In response the user's request, a search engine returned a hyperlink to the web page displayed in FIG. 1. When the user selected the hyperlink, the lower level web page shown in FIG. 1 is opened without traversing through the upper levels of the web site. However, because the user opened the web page using a search engine rather than traversing through the web site, the user is unaware of whether a site-specific search engine is available. If the user wants further information from the web site hosting the particular web page that was returned, the user would normally have to either traverse to the root node, or home page, for the web site and search for a site-specific web page, or would have to go to various pages and try to find the browser. The present invention, however, allows the user to directly request a search of the current web site.
When the user selects the “Edit” option from the menu within web browser 100, edit menu 120 is displayed. In addition to the familiar edit options (Cut, Copy, Paste, Select All, and Find (on this Page)), new option 140 “Find (on this Site)” has been added. The user can select new option 140 by using cursor 130 or by using the keyboard (i.e., Alt+e+s). When the user selects new option 140, program code identifies the site-specific search engine corresponding with the currently displayed web site.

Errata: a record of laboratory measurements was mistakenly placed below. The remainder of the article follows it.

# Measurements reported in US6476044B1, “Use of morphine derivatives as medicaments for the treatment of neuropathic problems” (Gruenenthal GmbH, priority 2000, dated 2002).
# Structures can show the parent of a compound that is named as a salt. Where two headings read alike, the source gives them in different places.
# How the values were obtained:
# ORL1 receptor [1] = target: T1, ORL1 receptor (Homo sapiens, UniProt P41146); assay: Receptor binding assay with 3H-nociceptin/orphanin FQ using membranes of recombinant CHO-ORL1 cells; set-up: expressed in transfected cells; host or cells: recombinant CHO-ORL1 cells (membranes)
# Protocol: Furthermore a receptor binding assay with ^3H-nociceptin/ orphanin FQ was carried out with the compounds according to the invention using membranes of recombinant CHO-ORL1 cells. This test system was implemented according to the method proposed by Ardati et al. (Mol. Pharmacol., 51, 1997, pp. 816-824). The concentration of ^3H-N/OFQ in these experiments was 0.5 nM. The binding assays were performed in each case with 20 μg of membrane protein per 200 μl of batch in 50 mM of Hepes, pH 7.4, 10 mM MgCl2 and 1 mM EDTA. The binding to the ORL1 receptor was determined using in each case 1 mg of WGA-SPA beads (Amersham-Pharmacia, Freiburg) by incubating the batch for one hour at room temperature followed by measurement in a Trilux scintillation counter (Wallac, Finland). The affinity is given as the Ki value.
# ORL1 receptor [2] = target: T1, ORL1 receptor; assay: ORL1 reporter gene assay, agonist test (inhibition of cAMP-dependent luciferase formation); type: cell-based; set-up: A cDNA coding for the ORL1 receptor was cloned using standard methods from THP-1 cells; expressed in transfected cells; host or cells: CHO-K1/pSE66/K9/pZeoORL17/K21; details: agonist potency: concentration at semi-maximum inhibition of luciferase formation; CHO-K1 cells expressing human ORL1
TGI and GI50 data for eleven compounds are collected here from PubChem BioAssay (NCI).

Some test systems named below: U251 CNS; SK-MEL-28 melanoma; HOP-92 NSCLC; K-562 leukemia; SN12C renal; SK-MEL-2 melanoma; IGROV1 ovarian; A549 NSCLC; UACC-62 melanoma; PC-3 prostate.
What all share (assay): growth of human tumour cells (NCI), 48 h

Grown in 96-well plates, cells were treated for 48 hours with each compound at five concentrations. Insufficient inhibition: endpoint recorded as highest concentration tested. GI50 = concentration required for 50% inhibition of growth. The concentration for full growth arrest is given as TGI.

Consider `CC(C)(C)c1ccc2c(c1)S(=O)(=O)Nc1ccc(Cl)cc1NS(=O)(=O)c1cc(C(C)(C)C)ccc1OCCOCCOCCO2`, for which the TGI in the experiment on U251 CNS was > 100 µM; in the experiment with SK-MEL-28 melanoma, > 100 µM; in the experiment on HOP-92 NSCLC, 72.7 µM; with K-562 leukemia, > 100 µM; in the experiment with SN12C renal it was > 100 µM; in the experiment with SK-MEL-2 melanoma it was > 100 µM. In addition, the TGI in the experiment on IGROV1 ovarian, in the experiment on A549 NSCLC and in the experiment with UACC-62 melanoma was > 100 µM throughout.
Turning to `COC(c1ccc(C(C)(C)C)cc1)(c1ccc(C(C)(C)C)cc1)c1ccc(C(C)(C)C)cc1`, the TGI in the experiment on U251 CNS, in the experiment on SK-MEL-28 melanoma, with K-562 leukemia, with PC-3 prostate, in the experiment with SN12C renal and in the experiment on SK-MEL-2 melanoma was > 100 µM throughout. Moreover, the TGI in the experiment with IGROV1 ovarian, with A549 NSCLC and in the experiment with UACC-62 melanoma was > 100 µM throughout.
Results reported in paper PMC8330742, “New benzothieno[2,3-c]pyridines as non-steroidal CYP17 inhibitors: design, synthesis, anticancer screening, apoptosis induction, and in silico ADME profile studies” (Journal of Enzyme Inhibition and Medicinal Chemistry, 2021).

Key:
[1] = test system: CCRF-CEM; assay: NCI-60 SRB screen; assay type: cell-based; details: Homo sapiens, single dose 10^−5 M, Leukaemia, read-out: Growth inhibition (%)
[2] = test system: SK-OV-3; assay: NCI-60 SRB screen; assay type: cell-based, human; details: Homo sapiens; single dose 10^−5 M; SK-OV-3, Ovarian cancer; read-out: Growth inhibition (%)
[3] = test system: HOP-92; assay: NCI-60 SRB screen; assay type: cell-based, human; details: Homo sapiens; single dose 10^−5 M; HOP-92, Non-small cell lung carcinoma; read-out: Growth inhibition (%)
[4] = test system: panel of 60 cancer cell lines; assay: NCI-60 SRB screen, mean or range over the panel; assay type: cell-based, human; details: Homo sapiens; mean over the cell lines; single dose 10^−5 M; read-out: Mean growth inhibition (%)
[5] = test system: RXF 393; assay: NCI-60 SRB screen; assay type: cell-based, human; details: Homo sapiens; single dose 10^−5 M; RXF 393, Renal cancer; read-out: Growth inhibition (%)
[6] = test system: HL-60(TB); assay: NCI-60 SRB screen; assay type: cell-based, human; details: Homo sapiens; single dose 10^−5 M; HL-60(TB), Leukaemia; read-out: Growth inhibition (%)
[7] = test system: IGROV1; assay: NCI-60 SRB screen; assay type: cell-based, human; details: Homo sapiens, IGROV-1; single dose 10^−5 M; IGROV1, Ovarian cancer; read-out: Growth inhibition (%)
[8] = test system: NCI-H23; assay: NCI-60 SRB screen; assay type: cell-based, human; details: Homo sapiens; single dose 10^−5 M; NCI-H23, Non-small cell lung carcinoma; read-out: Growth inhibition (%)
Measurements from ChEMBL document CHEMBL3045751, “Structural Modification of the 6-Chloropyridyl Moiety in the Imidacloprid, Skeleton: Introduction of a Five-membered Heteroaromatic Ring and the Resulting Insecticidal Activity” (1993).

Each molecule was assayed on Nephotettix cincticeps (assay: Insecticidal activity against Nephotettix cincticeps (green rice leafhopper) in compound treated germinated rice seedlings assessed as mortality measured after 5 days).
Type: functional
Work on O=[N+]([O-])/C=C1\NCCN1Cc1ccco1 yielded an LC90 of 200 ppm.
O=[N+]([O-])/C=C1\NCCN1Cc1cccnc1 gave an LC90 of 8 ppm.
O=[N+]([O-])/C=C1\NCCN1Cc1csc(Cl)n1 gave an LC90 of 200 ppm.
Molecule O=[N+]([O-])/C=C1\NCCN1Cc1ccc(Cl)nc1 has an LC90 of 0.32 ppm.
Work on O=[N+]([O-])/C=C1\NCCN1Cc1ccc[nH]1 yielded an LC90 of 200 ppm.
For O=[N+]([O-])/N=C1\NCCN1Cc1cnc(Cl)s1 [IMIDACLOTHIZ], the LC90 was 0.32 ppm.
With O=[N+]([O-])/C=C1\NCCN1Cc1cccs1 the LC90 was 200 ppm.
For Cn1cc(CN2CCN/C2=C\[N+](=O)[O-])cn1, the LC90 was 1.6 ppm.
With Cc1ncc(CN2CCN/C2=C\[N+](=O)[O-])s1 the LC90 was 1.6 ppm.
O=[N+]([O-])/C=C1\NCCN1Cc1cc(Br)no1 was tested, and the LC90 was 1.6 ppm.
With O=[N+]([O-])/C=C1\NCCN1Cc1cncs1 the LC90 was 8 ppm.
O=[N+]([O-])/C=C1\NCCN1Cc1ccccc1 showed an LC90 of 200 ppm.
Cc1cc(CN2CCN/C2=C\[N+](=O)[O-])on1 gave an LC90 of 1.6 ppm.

FIG. 2 shows the responsive web page displayed when the user requested the site-specific web page from FIG. 1. Web browser 200 displays a search page that the user can use to obtain site-specific information. Address text box 210 displays the address of the search page that is being displayed in web browser 200. The site-specific search engine includes search entry text box 220 and department pull down 230. Search entry text box 220 is used by the user to enter a search request. Department pull down 230 is used to select the entire web site (the default), or to limit the searching to a particular area, or department, within the web site.